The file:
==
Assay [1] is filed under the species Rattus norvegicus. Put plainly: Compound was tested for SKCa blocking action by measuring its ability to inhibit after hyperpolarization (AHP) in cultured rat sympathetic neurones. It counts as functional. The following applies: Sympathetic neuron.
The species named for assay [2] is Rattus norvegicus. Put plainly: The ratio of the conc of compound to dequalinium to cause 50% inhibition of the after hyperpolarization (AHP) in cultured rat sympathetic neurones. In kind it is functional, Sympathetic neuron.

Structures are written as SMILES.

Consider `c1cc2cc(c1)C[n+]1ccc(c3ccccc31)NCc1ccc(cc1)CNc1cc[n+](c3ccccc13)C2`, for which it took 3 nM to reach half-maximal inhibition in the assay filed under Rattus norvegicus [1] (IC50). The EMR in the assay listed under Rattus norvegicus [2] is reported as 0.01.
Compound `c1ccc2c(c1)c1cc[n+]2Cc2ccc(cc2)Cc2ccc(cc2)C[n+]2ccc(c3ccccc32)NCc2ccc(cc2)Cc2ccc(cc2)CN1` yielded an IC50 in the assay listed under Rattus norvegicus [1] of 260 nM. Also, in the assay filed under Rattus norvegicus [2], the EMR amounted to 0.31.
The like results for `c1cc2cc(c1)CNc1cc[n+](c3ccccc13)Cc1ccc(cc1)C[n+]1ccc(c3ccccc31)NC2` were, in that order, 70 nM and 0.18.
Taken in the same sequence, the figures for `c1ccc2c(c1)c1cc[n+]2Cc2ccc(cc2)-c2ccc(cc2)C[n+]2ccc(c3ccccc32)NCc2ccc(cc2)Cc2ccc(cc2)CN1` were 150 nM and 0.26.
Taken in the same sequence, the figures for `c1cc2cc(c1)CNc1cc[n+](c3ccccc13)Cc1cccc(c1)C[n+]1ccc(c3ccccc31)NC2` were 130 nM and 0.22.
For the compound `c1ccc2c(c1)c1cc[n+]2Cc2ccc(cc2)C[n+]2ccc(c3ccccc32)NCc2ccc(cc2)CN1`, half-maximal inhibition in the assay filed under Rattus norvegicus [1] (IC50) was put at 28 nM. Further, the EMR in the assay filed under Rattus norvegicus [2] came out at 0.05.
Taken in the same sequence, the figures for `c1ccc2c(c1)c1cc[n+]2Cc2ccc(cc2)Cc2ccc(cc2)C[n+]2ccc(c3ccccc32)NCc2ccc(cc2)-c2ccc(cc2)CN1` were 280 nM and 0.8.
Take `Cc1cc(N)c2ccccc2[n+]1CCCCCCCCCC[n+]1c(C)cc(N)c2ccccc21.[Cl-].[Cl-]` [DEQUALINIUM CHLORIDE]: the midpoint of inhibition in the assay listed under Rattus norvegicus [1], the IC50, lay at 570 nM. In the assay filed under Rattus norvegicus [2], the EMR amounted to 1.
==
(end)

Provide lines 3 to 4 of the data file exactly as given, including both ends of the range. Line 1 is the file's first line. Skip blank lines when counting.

Structures are written as SMILES.

Consider `c1cc2cc(c1)C[n+]1ccc(c3ccccc31)NCc1ccc(cc1)CNc1cc[n+](c3ccccc13)C2`, for which it took 3 nM to reach half-maximal inhibition in the assay filed under Rattus norvegicus [1] (IC50). The EMR in the assay listed under Rattus norvegicus [2] is reported as 0.01.